“Hope Over Fear”’s Yestival is now going ahead on Glasgow’s George Square on the new date of Saturday 8 October. It had been due to take place the day before the Queen’s funeral, but Glasgow City Council withdrew their permission to use George Square on the original date due to “police concerns over public order and staffing levels” caused by the funeral.
The music festival features several award-winning musicians, including Sandi Thom, and a variety of speakers, including Kenny MacAskill MP, former Scottish Government Justice Secretary. After the turnout in Edinburgh, Sheridan is hopeful that attendance will be high on 8 October.
Of the upcoming UK Supreme Court case, Sheridan said “The UK Supreme Court will decide in the UK Establishment’s interests. Scotland and its natural resources – people, oil, gas, food, wind, wave & tidal – are treated as a milch cow to the nth degree.”
Mary Mitchell had travelled down from Aberdeen to attend the event with her friend Carol Webb. Mitchell is an ex-pat American who recently gained indefinite leave to Remain. She had not taken part in the 2014 or 2016 referenda but is now eligible to vote and is in the process of learning about the relevant issues. Carol had been living in what she now feels was a “brainwashed Tory area of the Borders” and had been on the fence in 2014. She now is determined to become “more informed”, and clear away what she now feels are “the hype, the rubbish, the lies” that she was fed then.
There were other marches on at the same time. Power to the People held a rally in Dundee, demanding an end to the cost-of-living crisis. Enough is Enough held a rally in Glasgow, which filled Buchanan St with protesters, from one end to the other. Extinction Rebellion held a march in Edinburgh from Princes Street to the UK Government’s headquarters at Queen Elizabeth House, to protest rising energy costs and Liz Truss’s continued support of the fossil fuel industry.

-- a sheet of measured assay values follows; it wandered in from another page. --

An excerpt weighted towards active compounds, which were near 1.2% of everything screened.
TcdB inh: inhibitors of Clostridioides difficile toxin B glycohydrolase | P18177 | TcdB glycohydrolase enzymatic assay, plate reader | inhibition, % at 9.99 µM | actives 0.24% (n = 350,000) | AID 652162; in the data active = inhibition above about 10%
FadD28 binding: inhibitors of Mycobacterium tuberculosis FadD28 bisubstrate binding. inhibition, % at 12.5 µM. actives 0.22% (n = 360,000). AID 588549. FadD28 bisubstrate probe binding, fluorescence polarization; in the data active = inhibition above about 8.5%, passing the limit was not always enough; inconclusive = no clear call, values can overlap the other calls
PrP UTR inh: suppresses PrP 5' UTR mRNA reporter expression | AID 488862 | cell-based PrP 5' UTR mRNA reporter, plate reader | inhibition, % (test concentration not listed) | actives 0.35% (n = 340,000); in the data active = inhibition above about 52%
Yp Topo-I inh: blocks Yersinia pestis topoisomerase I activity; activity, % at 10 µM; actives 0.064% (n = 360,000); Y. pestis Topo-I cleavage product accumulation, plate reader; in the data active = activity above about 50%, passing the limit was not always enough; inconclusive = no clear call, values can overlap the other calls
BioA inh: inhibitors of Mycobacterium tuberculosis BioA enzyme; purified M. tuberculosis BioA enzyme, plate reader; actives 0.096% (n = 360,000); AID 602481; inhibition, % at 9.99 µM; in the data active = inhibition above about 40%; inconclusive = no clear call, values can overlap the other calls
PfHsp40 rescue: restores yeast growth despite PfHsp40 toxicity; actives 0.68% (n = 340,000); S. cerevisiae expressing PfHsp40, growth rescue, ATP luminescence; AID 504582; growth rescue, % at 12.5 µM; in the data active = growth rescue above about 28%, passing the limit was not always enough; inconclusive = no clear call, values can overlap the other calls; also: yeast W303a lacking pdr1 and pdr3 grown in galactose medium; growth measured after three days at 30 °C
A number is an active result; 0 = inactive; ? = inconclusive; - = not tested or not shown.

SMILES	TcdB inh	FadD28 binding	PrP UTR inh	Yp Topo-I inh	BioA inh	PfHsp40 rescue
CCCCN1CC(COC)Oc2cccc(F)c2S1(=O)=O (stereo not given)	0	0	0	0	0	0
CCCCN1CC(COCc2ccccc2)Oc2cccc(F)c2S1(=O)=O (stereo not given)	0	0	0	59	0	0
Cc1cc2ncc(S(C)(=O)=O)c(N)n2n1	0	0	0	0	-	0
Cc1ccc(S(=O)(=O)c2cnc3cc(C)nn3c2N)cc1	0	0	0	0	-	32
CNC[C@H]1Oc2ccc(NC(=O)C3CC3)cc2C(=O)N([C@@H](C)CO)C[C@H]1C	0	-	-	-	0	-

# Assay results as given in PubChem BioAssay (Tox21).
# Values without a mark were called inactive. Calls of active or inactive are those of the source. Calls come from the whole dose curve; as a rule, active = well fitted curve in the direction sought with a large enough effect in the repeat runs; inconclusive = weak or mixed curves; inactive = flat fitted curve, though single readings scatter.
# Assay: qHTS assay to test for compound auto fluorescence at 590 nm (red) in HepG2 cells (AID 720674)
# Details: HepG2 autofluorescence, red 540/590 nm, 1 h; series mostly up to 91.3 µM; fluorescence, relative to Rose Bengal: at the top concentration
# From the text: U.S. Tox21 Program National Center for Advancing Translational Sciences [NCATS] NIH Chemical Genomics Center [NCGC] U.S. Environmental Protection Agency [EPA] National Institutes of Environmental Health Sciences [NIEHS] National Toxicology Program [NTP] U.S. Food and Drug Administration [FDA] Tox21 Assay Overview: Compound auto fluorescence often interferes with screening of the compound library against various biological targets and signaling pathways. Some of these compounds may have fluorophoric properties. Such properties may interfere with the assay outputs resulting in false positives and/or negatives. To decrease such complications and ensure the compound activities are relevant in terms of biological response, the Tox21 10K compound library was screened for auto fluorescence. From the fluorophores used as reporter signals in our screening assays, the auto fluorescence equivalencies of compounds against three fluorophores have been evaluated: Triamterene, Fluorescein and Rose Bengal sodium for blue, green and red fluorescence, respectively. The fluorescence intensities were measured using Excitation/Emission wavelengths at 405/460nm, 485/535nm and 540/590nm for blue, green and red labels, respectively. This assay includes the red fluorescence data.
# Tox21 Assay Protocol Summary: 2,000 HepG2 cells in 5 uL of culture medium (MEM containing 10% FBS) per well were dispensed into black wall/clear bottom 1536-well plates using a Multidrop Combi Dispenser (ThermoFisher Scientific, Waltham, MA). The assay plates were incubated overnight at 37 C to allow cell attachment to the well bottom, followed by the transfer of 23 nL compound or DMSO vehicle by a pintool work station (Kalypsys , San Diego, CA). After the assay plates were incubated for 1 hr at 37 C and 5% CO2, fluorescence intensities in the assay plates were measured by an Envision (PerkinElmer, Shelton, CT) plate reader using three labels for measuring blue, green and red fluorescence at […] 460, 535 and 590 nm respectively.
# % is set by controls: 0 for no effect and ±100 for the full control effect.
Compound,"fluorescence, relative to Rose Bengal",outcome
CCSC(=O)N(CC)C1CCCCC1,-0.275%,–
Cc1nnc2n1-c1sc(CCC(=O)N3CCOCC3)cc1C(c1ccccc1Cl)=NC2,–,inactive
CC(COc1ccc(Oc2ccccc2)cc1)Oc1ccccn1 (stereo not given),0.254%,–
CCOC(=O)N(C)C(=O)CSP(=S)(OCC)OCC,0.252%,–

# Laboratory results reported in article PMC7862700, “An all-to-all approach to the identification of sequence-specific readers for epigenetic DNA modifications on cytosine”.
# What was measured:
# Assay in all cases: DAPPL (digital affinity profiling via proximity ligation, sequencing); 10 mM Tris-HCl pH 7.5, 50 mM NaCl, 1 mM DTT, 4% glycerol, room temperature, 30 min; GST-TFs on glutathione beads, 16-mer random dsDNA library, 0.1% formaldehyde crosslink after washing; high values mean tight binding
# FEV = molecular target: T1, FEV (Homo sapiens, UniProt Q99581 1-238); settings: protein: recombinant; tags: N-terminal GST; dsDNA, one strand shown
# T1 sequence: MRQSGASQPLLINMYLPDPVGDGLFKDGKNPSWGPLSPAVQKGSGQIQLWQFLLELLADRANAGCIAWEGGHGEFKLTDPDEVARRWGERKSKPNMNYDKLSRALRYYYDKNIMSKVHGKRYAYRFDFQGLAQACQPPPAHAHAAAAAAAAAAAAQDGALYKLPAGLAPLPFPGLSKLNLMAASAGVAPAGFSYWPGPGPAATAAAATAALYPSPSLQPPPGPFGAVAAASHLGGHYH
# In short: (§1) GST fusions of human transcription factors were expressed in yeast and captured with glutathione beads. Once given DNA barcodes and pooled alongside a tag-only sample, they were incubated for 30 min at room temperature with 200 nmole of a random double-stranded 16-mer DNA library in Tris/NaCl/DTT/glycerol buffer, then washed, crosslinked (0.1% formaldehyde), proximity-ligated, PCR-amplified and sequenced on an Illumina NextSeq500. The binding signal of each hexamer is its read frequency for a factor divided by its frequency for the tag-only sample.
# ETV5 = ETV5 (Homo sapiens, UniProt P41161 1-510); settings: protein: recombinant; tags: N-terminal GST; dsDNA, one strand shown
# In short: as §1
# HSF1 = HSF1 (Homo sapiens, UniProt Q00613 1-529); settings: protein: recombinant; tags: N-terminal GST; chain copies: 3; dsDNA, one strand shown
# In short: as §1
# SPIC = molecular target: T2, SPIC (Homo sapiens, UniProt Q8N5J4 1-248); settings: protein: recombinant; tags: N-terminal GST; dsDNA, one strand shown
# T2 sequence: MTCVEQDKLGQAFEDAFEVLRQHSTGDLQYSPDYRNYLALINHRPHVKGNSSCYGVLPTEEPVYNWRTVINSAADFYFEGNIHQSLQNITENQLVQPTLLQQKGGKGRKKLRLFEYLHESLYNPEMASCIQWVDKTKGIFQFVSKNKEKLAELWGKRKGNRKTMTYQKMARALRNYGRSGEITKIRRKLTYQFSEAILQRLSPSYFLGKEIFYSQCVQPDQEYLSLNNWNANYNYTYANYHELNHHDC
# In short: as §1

In the wake of the protests in Iran following the death of Mahsa Amini at the hands of the morality police, the Iranian Scottish Association (ISA) held a “Freedom Rally for Iran”. This march was just one of many – marches like this were happening in 84 other cities around the world, in an international day of support.
Abbas Lessani, the Chairman of the ISA, organised Edinburgh’s march, which ended at the Holyrood Parliament. He explained to me that the march was a protest against the “brutal regime of a government” in Iran, and that the marchers were “asking for the British government to support the Iranian people, not the Iranian government, which has killed hundreds and imprisoned thousands.”
Lessani wanted the march, and the ISA, “to act as a voice for the voiceless.”
Kamyab Givaki, Vice-chair of the ISA asked “Why is there silence by Truss and Sturgeon?”
With so many well-attended marches happening simultaneously, it feels like Scotland as a whole is awakening from a political slumber. The week’s events at Westminster, Threadneedle St and in the markets have combined with the weekend’s rise in energy prices and the rest of the cost of living crisis to suddenly light rocket fuel under people.
The atmosphere at Holyrood was upbeat, optimistic – and determined. It does not feel like the political tranquillity of the Covid years will be returning any time soon.